I want to build a 21st century farm. I’ll start with a solar array and a wind generator (probably a chimney). I’ll store energy in a liquid storage facility using a redox flow battery. Then using the storage cell I’ll run a CO2 extractor and maybe a water purifier.
Then I’ll build a sealed building similar to the PlantLab system. I’ll use red and blue LED’s on for 20 hours per day (or whatever is the optimum day/night cycle for the specific food I’m growing), high concentrations of CO2, and optimum temperature/humidity to grow food dramatically faster than a traditional farm.
There are very few consumables needed, some fertilizer and seeds. It’s not clear to me how long a wind generator or solar array can last. I’m sure eventually something will be needed for repair or maintenence.
Depending on the outdoor temperature this system could work for decades. If the greenhouse were buried in 57F degree ground and well insulated it may not lose much heat to the ground.
Here is a interesting article from phys.org about modifying superconductivity using stress. Film stress in the semiconductor industry can change electrical properties of conductors so this makes perfect sense.
At an atomic level the concept of stress is simply the distance between atoms or molecules. In an equilibrium state the atoms want to be a specific distance from each other. Due to the formation process the atoms may be a little too close or too far from each other. Technically this is not an equilibrium state, but the positions can be locked in place so that it is difficult for the film to relax. Moderate levels of compressive and tensile stress can be stable in the long term.
It would be interesting to deposit some high temperature superconductors at a variety of film stresses ranging from compressive to neutral to tensile and see how the critical temperature and critical magnetic field depend on the stress.
In the future robots will watch robots killing robots. Today humans are the spectators for Battlebots. It's a visual feast of carnage, explosions, fire, and wreckage.
Robot wars are coming, soon robots will be capable of killing humans and attacking robots at the same time.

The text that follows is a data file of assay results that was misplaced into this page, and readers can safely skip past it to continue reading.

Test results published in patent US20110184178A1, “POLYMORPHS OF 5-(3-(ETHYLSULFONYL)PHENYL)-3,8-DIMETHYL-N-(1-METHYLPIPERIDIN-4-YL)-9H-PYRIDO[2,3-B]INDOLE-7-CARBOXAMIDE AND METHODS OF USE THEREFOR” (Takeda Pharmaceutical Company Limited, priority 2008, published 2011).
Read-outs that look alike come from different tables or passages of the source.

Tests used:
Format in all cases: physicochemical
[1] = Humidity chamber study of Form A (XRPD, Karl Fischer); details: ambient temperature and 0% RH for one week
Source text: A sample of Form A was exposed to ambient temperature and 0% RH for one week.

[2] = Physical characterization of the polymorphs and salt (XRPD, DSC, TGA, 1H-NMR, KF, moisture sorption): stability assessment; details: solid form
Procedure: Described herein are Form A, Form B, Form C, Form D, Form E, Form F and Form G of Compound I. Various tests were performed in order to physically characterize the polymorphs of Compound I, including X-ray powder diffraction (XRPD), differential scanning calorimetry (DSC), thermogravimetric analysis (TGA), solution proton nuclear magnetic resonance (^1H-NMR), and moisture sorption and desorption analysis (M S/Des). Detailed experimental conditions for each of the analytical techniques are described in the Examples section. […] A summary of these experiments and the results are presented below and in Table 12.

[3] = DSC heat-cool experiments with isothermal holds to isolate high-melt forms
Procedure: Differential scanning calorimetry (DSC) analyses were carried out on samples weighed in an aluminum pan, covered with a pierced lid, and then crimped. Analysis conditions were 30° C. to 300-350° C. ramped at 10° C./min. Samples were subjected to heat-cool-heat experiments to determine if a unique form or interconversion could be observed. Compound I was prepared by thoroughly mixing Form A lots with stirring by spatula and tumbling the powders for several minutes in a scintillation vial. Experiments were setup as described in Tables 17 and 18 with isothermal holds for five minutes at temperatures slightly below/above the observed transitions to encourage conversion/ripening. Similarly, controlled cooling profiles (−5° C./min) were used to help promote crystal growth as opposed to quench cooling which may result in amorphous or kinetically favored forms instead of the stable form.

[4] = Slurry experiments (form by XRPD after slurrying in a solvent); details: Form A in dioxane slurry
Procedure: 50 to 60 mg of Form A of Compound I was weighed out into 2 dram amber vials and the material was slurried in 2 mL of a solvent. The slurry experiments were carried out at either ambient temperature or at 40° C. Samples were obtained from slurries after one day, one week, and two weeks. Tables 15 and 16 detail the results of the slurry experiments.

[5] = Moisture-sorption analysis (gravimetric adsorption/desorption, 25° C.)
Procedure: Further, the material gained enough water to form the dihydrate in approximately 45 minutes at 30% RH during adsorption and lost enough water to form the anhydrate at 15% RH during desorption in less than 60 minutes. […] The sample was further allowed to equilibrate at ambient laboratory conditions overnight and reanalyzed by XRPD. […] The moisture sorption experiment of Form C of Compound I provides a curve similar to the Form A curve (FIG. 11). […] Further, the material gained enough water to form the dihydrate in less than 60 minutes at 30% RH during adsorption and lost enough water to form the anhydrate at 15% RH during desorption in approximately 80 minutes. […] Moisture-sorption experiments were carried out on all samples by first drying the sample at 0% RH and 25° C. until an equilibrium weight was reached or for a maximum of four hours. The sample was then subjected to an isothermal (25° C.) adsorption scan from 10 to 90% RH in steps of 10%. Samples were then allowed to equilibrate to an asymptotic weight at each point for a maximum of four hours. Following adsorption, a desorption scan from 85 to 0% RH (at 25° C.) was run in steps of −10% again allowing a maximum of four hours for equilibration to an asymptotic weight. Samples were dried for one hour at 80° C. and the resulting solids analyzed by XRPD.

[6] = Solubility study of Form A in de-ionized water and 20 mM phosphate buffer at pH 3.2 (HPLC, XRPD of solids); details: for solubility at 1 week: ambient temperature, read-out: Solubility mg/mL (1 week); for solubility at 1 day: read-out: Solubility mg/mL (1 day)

Artificial intelligence routines are now being used to develop new materials. It sounds like the work is highly derivative, searching for minor changes in a set of similar materials. But it's work that could not have been done by machines 20 years ago.
Last year I would have bet that AI teachers were still a decade away. Turns out they are actively working with students. Here's an article in the Washington Post about a virtual teaching assistant at Georgia Tech.
Perhaps not, at least when we are rushed into a decision.
But what I find really odd is that the people who think we have no free will are insistent that we convert to their position, whether it's their religious opinion, or their political preferences.
My friend Harry Kroto was a committed atheist who believed I had no free will, that I had no choice whether or not to be a Christian. And yet he would not give up trying to commit me to atheism.
I shall miss you with all my heart. You smiled when you were happy, you smiled when you were angry, you smiled when you were tired, you smiled when you were everywhere.
You were there with me when Challenger exploded, when I was frustrated and lonely, when I could not care less about carbon, when I was successful and enthusiastic about buckyballs. You told me my career had peaked when I was 23 years old. I think you were right.
Harry Kroto was one of the greatest scientists in history because he understood joy and connected it to science better than anyone I have ever met. He laughed and smiled at all things science.
It is with the utmost respect that I must sadly report that Harry has gone to meet his maker (or maybe not), he is pushing up daisies, he has joined the choir invisible. Sir Harold Walter Kroto, FRS is an ex-chemist.
Goodbye my friend